Reference is now made to FIG. 9 which illustrates another embodiment 130 of the present invention. Point source 101 emits light rays which are by imaging lens 103, through Amici roof prism 105, as scanning element. Two Amici prisms 105, are shown in FIG. 9 rotating about rotation axis 123 in a plane parallel to roof reflecting surface intersection 151. The rotation is similar to the oscillation, according to embodiment 10 of FIG. 1, and image 109 of point source 101 undergoes nearly a straight line trajectory. Shape of this trajectory can be varied by change of rotation axis position 123 relative to the rest of the projection optical system. Comparing embodiment 130 to state of the art mirror “polygon” mirrors, a much higher optical resolution of image 109 can be achieved owing to much higher numerical aperture of the beam than is practically achievable using polygon scanners. FIG. 10 presents circular arrangement of multiple Amici prisms in position 105, and another position 105″ on a rotating mechanical bearing disk 137 rotating about axis 123 as in embodiment 130. High rotating speed of such a disc with a large number of scanning Amici prisms, allows creating of enormous number of pixels, much more than can be supplied for instant by state of art polygon “mirrors.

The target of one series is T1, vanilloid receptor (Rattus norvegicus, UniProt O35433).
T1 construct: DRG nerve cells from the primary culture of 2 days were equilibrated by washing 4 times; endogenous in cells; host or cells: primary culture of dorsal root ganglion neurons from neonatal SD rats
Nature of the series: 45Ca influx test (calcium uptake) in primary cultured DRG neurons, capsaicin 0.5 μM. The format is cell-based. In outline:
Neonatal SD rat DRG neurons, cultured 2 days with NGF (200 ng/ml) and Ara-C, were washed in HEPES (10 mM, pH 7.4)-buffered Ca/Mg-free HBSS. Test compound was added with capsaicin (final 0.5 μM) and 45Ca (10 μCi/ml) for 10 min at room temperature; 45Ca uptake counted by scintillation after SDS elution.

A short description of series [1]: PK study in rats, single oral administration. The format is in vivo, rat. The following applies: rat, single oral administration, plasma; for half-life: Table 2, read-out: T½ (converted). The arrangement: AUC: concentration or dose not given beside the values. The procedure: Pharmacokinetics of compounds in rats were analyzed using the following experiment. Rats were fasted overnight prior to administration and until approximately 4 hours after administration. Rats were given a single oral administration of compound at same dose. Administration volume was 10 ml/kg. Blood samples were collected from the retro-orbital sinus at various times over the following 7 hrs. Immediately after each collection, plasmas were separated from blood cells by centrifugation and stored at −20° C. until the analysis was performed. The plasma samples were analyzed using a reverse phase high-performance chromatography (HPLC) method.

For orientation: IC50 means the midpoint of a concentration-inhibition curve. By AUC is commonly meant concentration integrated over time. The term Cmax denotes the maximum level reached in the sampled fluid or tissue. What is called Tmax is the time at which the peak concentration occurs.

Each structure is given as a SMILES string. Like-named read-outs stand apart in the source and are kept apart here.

FIG. 10 presents circular arrangement of multiple Amici prisms in position 105, and another position 105″ on a rotating mechanical bearing disk 137 rotating about axis 123 as in embodiment 130. High rotating speed of such a disc with a large number of scanning Amici prisms, allows creating of enormous number of pixels, much more than can be supplied for instant by state of art polygon “mirrors.

Reference is now made to FIG. 11, which illustrates an additional embodiment of the present invention. Point source 101 emits light rays which are imaged by imaging lens 103, through Amici roof prism 105, as scanning element. As presented in FIG. 11, a rotating scanning optical system is shown with Amici prism 105 rotating about axis 123 similar to embodiment 130. An additional optical relay lens 134, performs re-imaging of intermediate image at 109 into final image 109′. As is mentioned above, trajectory of intermediate image 109 could deviate from a straight line. Optical relay 134 performs compensation of intermediate image trajectory deviation from straight line, therefore trajectory of final line will be located on plane 136.